Worcester County ranked among least healthy in state
A new set of national health rankings puts Worcester County among the least healthy counties in Massachusetts.
Created by the Robert Wood Johnson Foundation in New Jersey and the University of Wisconsin Population Health Institute, the eighth annual "County Health Rankings" lists Worcester 9th out of the 14 counties in the state in health outcomes and 11th in health factors.
Worcester County didn't perform badly in all categories; it was ranked 6th in the state for clinical care services, for example, and 8th in social and economic factors like high school graduation rates, unemployment, and childhood poverty rates. The county also had the 8th highest length of life ranking in the state.
But Worcester is worse off in the quality of life and health behaviors – ranked 11th apiece – as well as the region's physical environment, which came in 12th in the state, according to the rankings.
Janice B. Yost, president & CEO of the Health Foundation of Central Massachusetts, said those results aren't surprising, considering health is determined strongly by socioeconomic factors like level of income and educational attainment.
"It allows you to live in good housing, afford fresh foods," she said, which in turn help determine how healthily a person is able to live.
But Ms. Yost also pointed out Worcester County is still doing better than most of the rest of the country, considering Massachusetts itself is one of the healthiest states in the U.S.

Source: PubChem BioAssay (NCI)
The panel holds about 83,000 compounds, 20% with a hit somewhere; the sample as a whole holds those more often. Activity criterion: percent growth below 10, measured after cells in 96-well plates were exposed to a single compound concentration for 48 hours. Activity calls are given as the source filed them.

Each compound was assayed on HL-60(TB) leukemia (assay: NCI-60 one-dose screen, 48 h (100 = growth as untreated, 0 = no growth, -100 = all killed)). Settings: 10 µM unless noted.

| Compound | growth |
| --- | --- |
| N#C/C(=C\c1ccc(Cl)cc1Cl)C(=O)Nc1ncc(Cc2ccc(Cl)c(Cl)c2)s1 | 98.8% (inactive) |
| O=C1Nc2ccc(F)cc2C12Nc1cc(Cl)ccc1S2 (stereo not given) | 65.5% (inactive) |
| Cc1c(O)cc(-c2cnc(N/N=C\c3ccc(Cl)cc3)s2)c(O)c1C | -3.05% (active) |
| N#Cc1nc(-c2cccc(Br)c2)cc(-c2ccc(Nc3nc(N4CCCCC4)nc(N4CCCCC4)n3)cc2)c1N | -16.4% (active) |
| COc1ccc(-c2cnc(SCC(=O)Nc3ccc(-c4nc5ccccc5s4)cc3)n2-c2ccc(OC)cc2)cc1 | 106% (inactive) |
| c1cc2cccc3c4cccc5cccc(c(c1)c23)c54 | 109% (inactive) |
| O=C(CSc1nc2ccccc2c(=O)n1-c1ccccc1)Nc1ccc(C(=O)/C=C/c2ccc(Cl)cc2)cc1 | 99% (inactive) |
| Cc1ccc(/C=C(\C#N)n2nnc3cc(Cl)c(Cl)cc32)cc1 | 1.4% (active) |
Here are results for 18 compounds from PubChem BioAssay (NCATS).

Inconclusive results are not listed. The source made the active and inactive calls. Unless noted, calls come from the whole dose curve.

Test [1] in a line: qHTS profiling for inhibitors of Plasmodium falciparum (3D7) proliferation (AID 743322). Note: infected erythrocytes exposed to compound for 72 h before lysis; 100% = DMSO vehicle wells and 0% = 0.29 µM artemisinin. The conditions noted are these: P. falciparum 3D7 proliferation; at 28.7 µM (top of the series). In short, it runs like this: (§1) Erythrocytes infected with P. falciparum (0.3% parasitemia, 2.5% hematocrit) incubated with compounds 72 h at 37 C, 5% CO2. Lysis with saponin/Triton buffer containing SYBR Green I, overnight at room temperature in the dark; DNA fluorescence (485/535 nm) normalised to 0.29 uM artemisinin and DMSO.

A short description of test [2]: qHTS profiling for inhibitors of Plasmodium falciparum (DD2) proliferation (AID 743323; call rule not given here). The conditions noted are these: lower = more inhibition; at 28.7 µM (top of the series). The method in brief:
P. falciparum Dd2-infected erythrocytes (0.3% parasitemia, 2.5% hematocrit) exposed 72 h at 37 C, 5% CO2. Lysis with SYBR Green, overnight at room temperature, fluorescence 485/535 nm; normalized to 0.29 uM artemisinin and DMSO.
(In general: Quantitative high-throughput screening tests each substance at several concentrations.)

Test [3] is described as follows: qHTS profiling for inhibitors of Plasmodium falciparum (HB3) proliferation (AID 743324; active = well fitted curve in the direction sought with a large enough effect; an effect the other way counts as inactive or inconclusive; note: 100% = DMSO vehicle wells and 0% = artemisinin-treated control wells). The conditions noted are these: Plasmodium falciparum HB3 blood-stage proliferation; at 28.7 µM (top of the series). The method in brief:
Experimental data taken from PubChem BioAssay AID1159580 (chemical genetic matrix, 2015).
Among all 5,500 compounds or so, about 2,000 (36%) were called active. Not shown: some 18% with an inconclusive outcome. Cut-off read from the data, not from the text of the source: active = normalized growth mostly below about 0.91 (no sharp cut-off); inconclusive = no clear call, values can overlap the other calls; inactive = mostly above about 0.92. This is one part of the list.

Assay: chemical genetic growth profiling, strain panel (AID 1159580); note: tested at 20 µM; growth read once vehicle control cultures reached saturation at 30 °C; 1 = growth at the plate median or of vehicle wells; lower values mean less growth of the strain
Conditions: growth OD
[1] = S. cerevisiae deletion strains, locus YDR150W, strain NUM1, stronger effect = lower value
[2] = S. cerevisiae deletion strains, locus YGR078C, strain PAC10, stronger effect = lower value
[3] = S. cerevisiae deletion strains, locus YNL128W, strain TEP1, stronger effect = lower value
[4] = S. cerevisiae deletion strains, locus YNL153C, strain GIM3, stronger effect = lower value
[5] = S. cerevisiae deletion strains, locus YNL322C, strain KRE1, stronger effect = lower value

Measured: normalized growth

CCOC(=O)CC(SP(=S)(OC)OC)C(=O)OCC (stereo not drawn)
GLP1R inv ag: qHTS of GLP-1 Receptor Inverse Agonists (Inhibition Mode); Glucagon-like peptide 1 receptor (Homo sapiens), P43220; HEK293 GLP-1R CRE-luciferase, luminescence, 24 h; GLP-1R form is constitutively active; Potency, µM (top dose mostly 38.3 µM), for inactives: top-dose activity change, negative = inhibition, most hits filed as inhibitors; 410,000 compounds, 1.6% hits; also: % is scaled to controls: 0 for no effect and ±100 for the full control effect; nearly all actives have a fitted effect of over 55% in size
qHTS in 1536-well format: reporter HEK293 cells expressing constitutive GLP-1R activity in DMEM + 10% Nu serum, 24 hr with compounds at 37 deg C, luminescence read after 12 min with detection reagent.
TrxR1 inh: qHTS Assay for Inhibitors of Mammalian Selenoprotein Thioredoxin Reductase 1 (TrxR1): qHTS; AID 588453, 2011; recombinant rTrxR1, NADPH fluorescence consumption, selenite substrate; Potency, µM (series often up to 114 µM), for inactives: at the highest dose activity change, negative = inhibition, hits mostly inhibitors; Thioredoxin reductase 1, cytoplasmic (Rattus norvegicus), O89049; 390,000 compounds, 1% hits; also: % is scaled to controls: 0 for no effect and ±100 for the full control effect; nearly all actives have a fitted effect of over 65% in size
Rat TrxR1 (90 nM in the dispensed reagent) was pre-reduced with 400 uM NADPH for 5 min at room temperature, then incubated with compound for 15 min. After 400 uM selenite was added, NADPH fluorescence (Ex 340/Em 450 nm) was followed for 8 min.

"In other states, I think you would find something much like Hampton and Bristol" to be the typical level of health, she said, not at the bottom like those counties are in Massachusetts. "The truth is we're in pretty good shape. And we're working to get better."
"It's always going to be comparative" within Massachusetts, Ms. Yost said. "You're going to have to bump someone else down (to rise in the rankings). But everyone else is working hard at this, too."
By most metrics tracked over time by the County Health Rankings, Worcester County has been getting healthier in the last five years. Unemployment, air pollution, violent crime, physical inactivity levels, the number of uninsured, and preventable hospital stays have all declined over that period, while high school graduation rates, diabetes monitoring and mammogram screenings have increased.
But the region is getting worse in some categories, with recent upward trends in childhood poverty and adult obesity, for instance, according to the rankings.
Joanne L. Calista, executive director of the Worcester-based Center for Health Impact, said behavioral health issues like depression and suicide are also still a big challenge in the region. There is a need for more health care services in general, as well.
"We have many services available in our communities, but we need more, and we need more in a wider range of settings," she said.
At the same time, Ms. Calista said efforts to improve health care and health outcomes in Worcester County shouldn't overshadow "the tremendous assets we have in this community" already. And despite the Robert Wood Johnson Foundation's reputation as a "very credible source," rankings shouldn't always be taken at face value, she said.
"I think it's always helpful to have data," she said. "And it's always helpful to look at it with a critical eye."